# Diagnostic Reasoning and the Accuracy of Findings in the History and Physical Examination

### A Quantitative Analysis

*This is the second article that I am putting up on sensible medicine that was originally written for a medical journal but couldn’t find a home. [1] The first was our piece on the termination of the doctor/patient relationship.*

*The idea behind this article was something that Scott Stern and I noticed as we have worked on our Textbook, Symptom to Diagnosis: An Evidence-Based Guide that positive findings in the history and physical exam are more likely to be important than negative ones. A positive finding might rule in a diagnosis while the absence of a finding almost never rules out a diagnosis. This had become an important part of our teaching. I featured it on my “diagnostic reasoning yellow card” and it shows up in the textbook as “fingerprint” findings.*

*All that said, we never did the work to aggregate all the numbers until we teamed up with Kevin Kennedy, at the time a medical student at The University of Chicago and now a psychiatry resident at UCLA. Kevin did an amazing job pulling together heaps of data, organizing them, and finding ways to present them. He also, absolutely, refined out thinking on the issue.*

*We hope this article will be interesting to clinicians, educators and anyone interested in the diagnostic process.*

**Introduction**

Diagnostic reasoning is an essential skill that medical trainees must develop. Diagnostic reasoning is often taught as Bayesian hypothetico-deducting reasoning. A trainee is encouraged to develop a hypothesis regarding a diagnosis. She then determines the likelihood of this diagnosis, the pre-test probability. This probability is then revised based on the presence or absence of findings on the history and physical examination. The impact of each finding depends on its test characteristics. Although experienced clinicians recognize that the diagnostic process is far more complex, this heuristic model is an accepted way to teach diagnostic reasoning.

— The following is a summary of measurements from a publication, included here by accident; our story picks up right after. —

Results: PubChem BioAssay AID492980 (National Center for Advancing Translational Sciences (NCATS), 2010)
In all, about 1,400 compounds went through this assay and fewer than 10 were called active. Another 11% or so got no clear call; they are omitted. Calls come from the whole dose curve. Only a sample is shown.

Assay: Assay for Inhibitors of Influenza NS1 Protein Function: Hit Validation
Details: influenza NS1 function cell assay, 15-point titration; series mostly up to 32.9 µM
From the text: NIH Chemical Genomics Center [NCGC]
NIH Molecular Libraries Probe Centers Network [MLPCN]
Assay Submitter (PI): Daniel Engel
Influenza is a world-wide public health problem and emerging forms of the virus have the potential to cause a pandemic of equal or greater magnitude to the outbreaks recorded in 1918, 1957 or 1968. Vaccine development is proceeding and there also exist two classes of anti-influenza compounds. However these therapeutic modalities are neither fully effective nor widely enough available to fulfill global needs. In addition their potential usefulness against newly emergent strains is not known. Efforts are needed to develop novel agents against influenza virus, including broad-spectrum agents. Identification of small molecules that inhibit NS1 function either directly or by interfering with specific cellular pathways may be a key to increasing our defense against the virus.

The goal of this research is to better understand the accuracy and utility of clinical findings in order to appropriately train clinicians on how to use these findings. In this study, we examined the value of common clinical exam findings and consider how our results might inform diagnostic reasoning and its teaching.

**Methods**

We obtained data from *The Rational Clinical Examination: Evidence-Based Clinical Diagnosis* website. This site contains updated versions of the systematic reviews originally published as “The Rational Clinical Examination” series in *JAMA*. All data came from the “Make the Diagnosis” section of these reviews, where the most common and useful clinical exam findings are listed.

We included all likelihood ratios (LRs)[2] for individual symptoms and signs. Because we were interested in the test characteristics of discreet findings on the physical exam, we excluded data regarding test characteristics for laboratory tests or imaging procedures and for multivariate findings, including symptom scales, combinations of findings, and formal clinical decision rules. We excluded the rare exam finding whose test characteristics were not reported as a likelihood ratio (e.g. sensitivity, posterior odds of disease, etc.) and likelihood ratios given as ranges (indicating data that were too heterogeneous for the authors to combine). The only data set we excluded was from the analysis of a “family history of cancer” as this study did not evaluate a diagnostic test but rather the accuracy of a historical finding. Data are presented as means and medians.